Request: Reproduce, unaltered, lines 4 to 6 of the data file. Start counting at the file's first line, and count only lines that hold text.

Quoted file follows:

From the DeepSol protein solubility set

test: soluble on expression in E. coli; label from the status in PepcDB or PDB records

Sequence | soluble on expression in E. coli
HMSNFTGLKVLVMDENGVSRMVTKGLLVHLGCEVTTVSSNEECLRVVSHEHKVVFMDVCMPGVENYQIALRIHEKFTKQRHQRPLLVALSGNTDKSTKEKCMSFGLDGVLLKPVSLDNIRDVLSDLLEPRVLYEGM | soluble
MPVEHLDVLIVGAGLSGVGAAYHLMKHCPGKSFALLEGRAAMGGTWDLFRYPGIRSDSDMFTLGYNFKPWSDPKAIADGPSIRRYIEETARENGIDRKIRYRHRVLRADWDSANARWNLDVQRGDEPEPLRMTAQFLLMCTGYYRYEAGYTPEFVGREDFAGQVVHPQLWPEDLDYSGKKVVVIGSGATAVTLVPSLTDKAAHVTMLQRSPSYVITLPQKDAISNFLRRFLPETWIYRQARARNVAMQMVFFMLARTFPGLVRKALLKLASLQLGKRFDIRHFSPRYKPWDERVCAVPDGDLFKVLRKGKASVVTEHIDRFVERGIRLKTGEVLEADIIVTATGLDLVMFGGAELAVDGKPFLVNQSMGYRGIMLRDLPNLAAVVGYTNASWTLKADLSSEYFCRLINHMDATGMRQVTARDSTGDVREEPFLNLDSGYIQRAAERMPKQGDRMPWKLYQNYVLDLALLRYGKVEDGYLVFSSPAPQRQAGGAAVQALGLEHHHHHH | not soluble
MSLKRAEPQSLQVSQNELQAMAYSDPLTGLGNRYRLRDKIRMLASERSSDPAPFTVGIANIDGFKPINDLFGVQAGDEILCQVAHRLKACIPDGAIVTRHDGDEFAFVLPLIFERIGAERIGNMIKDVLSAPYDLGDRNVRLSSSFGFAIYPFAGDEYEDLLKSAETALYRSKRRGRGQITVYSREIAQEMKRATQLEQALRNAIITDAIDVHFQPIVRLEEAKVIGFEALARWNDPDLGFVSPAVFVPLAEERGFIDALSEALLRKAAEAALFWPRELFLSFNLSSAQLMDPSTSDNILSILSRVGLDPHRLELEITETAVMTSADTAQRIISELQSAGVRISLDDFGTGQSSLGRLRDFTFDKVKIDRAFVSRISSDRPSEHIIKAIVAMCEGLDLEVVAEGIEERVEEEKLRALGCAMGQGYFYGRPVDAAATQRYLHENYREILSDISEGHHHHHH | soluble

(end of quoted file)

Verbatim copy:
HMSNFTGLKVLVMDENGVSRMVTKGLLVHLGCEVTTVSSNEECLRVVSHEHKVVFMDVCMPGVENYQIALRIHEKFTKQRHQRPLLVALSGNTDKSTKEKCMSFGLDGVLLKPVSLDNIRDVLSDLLEPRVLYEGM | soluble
MPVEHLDVLIVGAGLSGVGAAYHLMKHCPGKSFALLEGRAAMGGTWDLFRYPGIRSDSDMFTLGYNFKPWSDPKAIADGPSIRRYIEETARENGIDRKIRYRHRVLRADWDSANARWNLDVQRGDEPEPLRMTAQFLLMCTGYYRYEAGYTPEFVGREDFAGQVVHPQLWPEDLDYSGKKVVVIGSGATAVTLVPSLTDKAAHVTMLQRSPSYVITLPQKDAISNFLRRFLPETWIYRQARARNVAMQMVFFMLARTFPGLVRKALLKLASLQLGKRFDIRHFSPRYKPWDERVCAVPDGDLFKVLRKGKASVVTEHIDRFVERGIRLKTGEVLEADIIVTATGLDLVMFGGAELAVDGKPFLVNQSMGYRGIMLRDLPNLAAVVGYTNASWTLKADLSSEYFCRLINHMDATGMRQVTARDSTGDVREEPFLNLDSGYIQRAAERMPKQGDRMPWKLYQNYVLDLALLRYGKVEDGYLVFSSPAPQRQAGGAAVQALGLEHHHHHH | not soluble
MSLKRAEPQSLQVSQNELQAMAYSDPLTGLGNRYRLRDKIRMLASERSSDPAPFTVGIANIDGFKPINDLFGVQAGDEILCQVAHRLKACIPDGAIVTRHDGDEFAFVLPLIFERIGAERIGNMIKDVLSAPYDLGDRNVRLSSSFGFAIYPFAGDEYEDLLKSAETALYRSKRRGRGQITVYSREIAQEMKRATQLEQALRNAIITDAIDVHFQPIVRLEEAKVIGFEALARWNDPDLGFVSPAVFVPLAEERGFIDALSEALLRKAAEAALFWPRELFLSFNLSSAQLMDPSTSDNILSILSRVGLDPHRLELEITETAVMTSADTAQRIISELQSAGVRISLDDFGTGQSSLGRLRDFTFDKVKIDRAFVSRISSDRPSEHIIKAIVAMCEGLDLEVVAEGIEERVEEEKLRALGCAMGQGYFYGRPVDAAATQRYLHENYREILSDISEGHHHHHH | soluble